Surviving the Desert Island of Learning Computation Online
Tess Weathers, Engineering, Chabot College
Online classes can often create feelings of isolation, as though each learner is trapped on an island. When students are tasked with difficult or frustrating concepts, such as computation and programming, that island can feel even further from the mainland. Teaching computation online requires activities, projects, instructor feedback, and student-to-student digital interaction. Implementing specific tools that require virtual human contact helps to enable lifeboats, provide accomplices, and build bridges between these islands, ideally resulting in students who don't feel stranded alone on a desert island, while also increasing comprehension of computation.
Learning MATLAB in any setting can be a confusing and frustrating experience. When students are able to freely work in a classroom with their peers, teaching assistants, or instructors, they are able to get spot-checks when they need assistance, and can easily help others if they have gotten past the sticky parts. The online learning environment eliminates this casual, physical realm that I had previously employed in my classroom. A major challenge I face in teaching computation online is student burnout due to frustration and isolation; without the ability to bounce ideas off their peers or to ask questions "off-the-cuff", students may lose confidence over time. I am still learning how to best overcome this challenge, but I have implemented some successful strategies.
Lifeboats: Provide Substantial Opportunities for Questions. I provide multiple avenues for asking questions. Beyond office hours, I also offer workshops with teaching assistants, and special MATLAB-only drop-in hours where students are always able to share their screens. One of my teaching assistants has shared his personal phone number; students are more comfortable texting him at all hours, and he is able to direct them to me if needed. We also have a class Discord server for students to connect with one-another to ask questions, or just to voice general frustration – or jubilation (there's nothing like getting a code to finally run!).
An Accomplice: Keep Students Talking. In addition to the Discord server, I provide other methods for the students to interact. I incorporate course discussion boards for students to post their thoughts. For example, students are encouraged to post relevant news articles pertaining to computation and engineering. Students should be regularly replying and posting, which helps create a feeling of community, even if the discussion is not directly about MATLAB.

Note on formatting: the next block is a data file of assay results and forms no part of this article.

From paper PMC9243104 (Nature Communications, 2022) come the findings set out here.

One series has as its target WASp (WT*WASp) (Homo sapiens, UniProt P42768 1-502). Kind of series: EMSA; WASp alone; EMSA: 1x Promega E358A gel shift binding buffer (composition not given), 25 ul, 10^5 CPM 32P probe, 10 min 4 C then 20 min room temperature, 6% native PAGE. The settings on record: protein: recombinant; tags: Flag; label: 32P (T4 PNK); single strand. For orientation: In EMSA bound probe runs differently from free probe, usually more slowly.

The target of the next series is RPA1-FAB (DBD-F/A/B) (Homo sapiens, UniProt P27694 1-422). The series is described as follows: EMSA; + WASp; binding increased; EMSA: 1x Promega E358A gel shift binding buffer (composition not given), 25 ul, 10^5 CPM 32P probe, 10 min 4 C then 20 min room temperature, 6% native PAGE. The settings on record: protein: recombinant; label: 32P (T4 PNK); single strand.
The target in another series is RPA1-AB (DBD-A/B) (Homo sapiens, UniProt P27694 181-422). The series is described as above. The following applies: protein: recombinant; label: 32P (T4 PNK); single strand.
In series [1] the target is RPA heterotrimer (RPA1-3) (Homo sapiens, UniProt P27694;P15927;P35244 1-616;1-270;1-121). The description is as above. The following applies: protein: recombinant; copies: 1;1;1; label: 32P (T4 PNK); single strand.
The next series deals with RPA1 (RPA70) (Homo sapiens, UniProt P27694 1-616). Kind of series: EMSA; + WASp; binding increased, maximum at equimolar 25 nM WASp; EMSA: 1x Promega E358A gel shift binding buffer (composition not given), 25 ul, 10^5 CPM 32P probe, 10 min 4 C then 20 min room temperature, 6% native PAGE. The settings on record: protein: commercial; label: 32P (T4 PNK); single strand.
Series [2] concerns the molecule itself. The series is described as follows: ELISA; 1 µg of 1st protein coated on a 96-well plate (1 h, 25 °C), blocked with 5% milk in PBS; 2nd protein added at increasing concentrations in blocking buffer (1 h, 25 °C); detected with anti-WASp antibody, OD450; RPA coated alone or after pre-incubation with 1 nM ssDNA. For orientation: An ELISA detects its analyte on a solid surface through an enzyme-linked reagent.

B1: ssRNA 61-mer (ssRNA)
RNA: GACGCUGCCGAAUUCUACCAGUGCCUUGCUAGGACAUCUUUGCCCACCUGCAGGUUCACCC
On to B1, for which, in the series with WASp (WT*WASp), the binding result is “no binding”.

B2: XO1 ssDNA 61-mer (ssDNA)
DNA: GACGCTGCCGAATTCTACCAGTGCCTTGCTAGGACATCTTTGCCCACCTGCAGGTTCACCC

Building Bridges: Incorporate Group Projects. Collaborating on group projects online can be even more challenging than in person, however, I believe it is a necessary component of learning material and practicing social skills. I create a range of projects: "MiniProjects" that can be completed in roughly 30 minutes, and larger projects that can take up to a week. Our college's Learning Management System allows small groups to have their own discussion board and file sharing system. I also employ "Breakout Rooms" during Zoom sessions where students have a dedicated time to meet with one another.
Implementing these three strategies is not a guaranteed recipe for success, especially considering the diverse community of students that my college serves. Unfortunately, in online learning, if a student chooses to be absent, there can be no easy way to track them down and encourage participation. However, by keeping communication open via email, consistent messaging, drop-in hours, and contact with peers, students can find the best way for them to personally learn, explore, express frustration, and even teach each other. By providing many opportunities for questions, encouraging student interaction, and facilitating group projects, I hope that my students no longer feel isolated in their computational journey.
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Surviving the Desert Island of Learning Computation Online (Acrobat (PDF) 228kB Sep9 20)